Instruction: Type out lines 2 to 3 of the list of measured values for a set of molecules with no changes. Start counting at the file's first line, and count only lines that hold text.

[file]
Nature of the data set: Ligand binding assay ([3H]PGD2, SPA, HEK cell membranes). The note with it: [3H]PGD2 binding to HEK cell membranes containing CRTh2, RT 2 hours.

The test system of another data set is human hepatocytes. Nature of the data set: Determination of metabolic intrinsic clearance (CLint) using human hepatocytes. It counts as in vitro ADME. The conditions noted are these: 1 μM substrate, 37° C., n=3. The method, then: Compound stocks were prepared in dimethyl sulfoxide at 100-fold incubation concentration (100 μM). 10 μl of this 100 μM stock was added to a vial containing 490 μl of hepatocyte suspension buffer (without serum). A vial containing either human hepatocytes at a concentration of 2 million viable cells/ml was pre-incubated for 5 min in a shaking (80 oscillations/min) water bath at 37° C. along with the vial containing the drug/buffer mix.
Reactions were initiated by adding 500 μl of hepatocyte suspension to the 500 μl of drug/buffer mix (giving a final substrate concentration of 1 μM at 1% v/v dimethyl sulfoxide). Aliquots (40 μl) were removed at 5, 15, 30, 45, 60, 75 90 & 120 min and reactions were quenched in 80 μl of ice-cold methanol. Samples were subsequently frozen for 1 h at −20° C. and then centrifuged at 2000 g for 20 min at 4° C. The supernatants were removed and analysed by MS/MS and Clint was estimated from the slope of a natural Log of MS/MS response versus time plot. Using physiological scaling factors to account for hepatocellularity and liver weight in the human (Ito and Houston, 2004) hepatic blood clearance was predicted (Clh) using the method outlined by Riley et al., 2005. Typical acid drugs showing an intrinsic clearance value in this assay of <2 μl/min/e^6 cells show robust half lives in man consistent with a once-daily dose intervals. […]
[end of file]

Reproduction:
The test system of another data set is human hepatocytes. Nature of the data set: Determination of metabolic intrinsic clearance (CLint) using human hepatocytes. It counts as in vitro ADME. The conditions noted are these: 1 μM substrate, 37° C., n=3. The method, then: Compound stocks were prepared in dimethyl sulfoxide at 100-fold incubation concentration (100 μM). 10 μl of this 100 μM stock was added to a vial containing 490 μl of hepatocyte suspension buffer (without serum). A vial containing either human hepatocytes at a concentration of 2 million viable cells/ml was pre-incubated for 5 min in a shaking (80 oscillations/min) water bath at 37° C. along with the vial containing the drug/buffer mix.
Reactions were initiated by adding 500 μl of hepatocyte suspension to the 500 μl of drug/buffer mix (giving a final substrate concentration of 1 μM at 1% v/v dimethyl sulfoxide). Aliquots (40 μl) were removed at 5, 15, 30, 45, 60, 75 90 & 120 min and reactions were quenched in 80 μl of ice-cold methanol. Samples were subsequently frozen for 1 h at −20° C. and then centrifuged at 2000 g for 20 min at 4° C. The supernatants were removed and analysed by MS/MS and Clint was estimated from the slope of a natural Log of MS/MS response versus time plot. Using physiological scaling factors to account for hepatocellularity and liver weight in the human (Ito and Houston, 2004) hepatic blood clearance was predicted (Clh) using the method outlined by Riley et al., 2005. Typical acid drugs showing an intrinsic clearance value in this assay of <2 μl/min/e^6 cells show robust half lives in man consistent with a once-daily dose intervals. […]